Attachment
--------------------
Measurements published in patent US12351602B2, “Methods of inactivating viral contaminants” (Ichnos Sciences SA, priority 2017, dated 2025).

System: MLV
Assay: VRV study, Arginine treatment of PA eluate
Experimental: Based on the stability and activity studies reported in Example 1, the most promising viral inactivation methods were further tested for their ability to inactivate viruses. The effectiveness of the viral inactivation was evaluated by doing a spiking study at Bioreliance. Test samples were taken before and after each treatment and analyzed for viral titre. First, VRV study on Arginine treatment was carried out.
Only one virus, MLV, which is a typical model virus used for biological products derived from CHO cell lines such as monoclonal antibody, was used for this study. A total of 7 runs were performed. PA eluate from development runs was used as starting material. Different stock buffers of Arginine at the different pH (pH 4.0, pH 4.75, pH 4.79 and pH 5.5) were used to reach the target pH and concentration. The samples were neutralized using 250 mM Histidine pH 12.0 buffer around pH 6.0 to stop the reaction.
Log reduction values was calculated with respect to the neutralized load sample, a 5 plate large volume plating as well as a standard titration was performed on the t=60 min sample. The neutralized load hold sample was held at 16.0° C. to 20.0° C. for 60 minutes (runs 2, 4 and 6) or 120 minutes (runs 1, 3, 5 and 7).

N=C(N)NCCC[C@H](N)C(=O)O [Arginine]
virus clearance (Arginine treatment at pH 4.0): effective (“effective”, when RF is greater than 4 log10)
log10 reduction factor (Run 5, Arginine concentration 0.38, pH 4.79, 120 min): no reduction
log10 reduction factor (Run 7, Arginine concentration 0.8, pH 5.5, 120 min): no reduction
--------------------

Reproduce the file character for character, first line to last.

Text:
Measurements published in patent US12351602B2, “Methods of inactivating viral contaminants” (Ichnos Sciences SA, priority 2017, dated 2025).

System: MLV
Assay: VRV study, Arginine treatment of PA eluate
Experimental: Based on the stability and activity studies reported in Example 1, the most promising viral inactivation methods were further tested for their ability to inactivate viruses. The effectiveness of the viral inactivation was evaluated by doing a spiking study at Bioreliance. Test samples were taken before and after each treatment and analyzed for viral titre. First, VRV study on Arginine treatment was carried out.
Only one virus, MLV, which is a typical model virus used for biological products derived from CHO cell lines such as monoclonal antibody, was used for this study. A total of 7 runs were performed. PA eluate from development runs was used as starting material. Different stock buffers of Arginine at the different pH (pH 4.0, pH 4.75, pH 4.79 and pH 5.5) were used to reach the target pH and concentration. The samples were neutralized using 250 mM Histidine pH 12.0 buffer around pH 6.0 to stop the reaction.
Log reduction values was calculated with respect to the neutralized load sample, a 5 plate large volume plating as well as a standard titration was performed on the t=60 min sample. The neutralized load hold sample was held at 16.0° C. to 20.0° C. for 60 minutes (runs 2, 4 and 6) or 120 minutes (runs 1, 3, 5 and 7).

N=C(N)NCCC[C@H](N)C(=O)O [Arginine]
virus clearance (Arginine treatment at pH 4.0): effective (“effective”, when RF is greater than 4 log10)
log10 reduction factor (Run 5, Arginine concentration 0.38, pH 4.79, 120 min): no reduction
log10 reduction factor (Run 7, Arginine concentration 0.8, pH 5.5, 120 min): no reduction